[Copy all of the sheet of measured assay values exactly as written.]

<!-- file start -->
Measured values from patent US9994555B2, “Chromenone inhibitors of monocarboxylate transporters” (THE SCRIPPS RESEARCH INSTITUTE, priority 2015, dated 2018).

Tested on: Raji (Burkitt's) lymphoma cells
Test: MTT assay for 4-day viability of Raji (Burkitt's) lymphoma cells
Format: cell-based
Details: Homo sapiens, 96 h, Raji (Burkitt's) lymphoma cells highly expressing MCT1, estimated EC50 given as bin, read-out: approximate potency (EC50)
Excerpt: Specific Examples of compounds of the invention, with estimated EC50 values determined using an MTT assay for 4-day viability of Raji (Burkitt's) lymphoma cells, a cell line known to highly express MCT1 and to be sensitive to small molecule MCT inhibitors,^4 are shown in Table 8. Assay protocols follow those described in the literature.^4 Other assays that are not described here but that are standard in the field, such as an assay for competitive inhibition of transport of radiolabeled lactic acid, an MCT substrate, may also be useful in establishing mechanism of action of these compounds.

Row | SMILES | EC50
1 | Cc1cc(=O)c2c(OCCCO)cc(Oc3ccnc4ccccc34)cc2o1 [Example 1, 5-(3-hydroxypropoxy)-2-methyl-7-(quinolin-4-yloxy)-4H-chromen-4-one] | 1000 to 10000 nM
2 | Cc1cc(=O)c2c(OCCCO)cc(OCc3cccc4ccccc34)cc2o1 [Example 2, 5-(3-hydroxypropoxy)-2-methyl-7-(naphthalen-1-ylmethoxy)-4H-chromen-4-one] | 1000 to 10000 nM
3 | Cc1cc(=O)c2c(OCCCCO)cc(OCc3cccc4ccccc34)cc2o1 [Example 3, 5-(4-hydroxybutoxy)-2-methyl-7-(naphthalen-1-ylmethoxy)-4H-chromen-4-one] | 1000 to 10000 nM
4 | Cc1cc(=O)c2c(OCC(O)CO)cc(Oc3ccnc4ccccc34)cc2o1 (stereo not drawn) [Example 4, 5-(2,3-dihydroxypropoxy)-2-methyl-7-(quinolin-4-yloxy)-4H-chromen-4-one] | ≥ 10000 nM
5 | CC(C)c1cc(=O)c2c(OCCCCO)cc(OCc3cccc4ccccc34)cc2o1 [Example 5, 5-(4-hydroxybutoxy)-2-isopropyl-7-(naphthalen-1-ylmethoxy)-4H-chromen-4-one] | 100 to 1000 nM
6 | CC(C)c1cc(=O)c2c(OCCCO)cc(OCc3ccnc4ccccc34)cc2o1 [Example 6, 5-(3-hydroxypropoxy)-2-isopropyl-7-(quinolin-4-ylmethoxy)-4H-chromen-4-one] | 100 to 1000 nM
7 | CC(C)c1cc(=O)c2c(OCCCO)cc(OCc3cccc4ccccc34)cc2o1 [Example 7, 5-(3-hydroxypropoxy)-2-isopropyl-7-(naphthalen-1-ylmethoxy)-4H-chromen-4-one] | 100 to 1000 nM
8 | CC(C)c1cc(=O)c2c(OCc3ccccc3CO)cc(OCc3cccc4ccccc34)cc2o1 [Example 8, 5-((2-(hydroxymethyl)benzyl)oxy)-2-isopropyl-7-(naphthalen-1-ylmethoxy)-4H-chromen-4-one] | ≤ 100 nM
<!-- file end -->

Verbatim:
Measured values from patent US9994555B2, “Chromenone inhibitors of monocarboxylate transporters” (THE SCRIPPS RESEARCH INSTITUTE, priority 2015, dated 2018).

Tested on: Raji (Burkitt's) lymphoma cells
Test: MTT assay for 4-day viability of Raji (Burkitt's) lymphoma cells
Format: cell-based
Details: Homo sapiens, 96 h, Raji (Burkitt's) lymphoma cells highly expressing MCT1, estimated EC50 given as bin, read-out: approximate potency (EC50)
Excerpt: Specific Examples of compounds of the invention, with estimated EC50 values determined using an MTT assay for 4-day viability of Raji (Burkitt's) lymphoma cells, a cell line known to highly express MCT1 and to be sensitive to small molecule MCT inhibitors,^4 are shown in Table 8. Assay protocols follow those described in the literature.^4 Other assays that are not described here but that are standard in the field, such as an assay for competitive inhibition of transport of radiolabeled lactic acid, an MCT substrate, may also be useful in establishing mechanism of action of these compounds.

Row | SMILES | EC50
1 | Cc1cc(=O)c2c(OCCCO)cc(Oc3ccnc4ccccc34)cc2o1 [Example 1, 5-(3-hydroxypropoxy)-2-methyl-7-(quinolin-4-yloxy)-4H-chromen-4-one] | 1000 to 10000 nM
2 | Cc1cc(=O)c2c(OCCCO)cc(OCc3cccc4ccccc34)cc2o1 [Example 2, 5-(3-hydroxypropoxy)-2-methyl-7-(naphthalen-1-ylmethoxy)-4H-chromen-4-one] | 1000 to 10000 nM
3 | Cc1cc(=O)c2c(OCCCCO)cc(OCc3cccc4ccccc34)cc2o1 [Example 3, 5-(4-hydroxybutoxy)-2-methyl-7-(naphthalen-1-ylmethoxy)-4H-chromen-4-one] | 1000 to 10000 nM
4 | Cc1cc(=O)c2c(OCC(O)CO)cc(Oc3ccnc4ccccc34)cc2o1 (stereo not drawn) [Example 4, 5-(2,3-dihydroxypropoxy)-2-methyl-7-(quinolin-4-yloxy)-4H-chromen-4-one] | ≥ 10000 nM
5 | CC(C)c1cc(=O)c2c(OCCCCO)cc(OCc3cccc4ccccc34)cc2o1 [Example 5, 5-(4-hydroxybutoxy)-2-isopropyl-7-(naphthalen-1-ylmethoxy)-4H-chromen-4-one] | 100 to 1000 nM
6 | CC(C)c1cc(=O)c2c(OCCCO)cc(OCc3ccnc4ccccc34)cc2o1 [Example 6, 5-(3-hydroxypropoxy)-2-isopropyl-7-(quinolin-4-ylmethoxy)-4H-chromen-4-one] | 100 to 1000 nM
7 | CC(C)c1cc(=O)c2c(OCCCO)cc(OCc3cccc4ccccc34)cc2o1 [Example 7, 5-(3-hydroxypropoxy)-2-isopropyl-7-(naphthalen-1-ylmethoxy)-4H-chromen-4-one] | 100 to 1000 nM
8 | CC(C)c1cc(=O)c2c(OCc3ccccc3CO)cc(OCc3cccc4ccccc34)cc2o1 [Example 8, 5-((2-(hydroxymethyl)benzyl)oxy)-2-isopropyl-7-(naphthalen-1-ylmethoxy)-4H-chromen-4-one] | ≤ 100 nM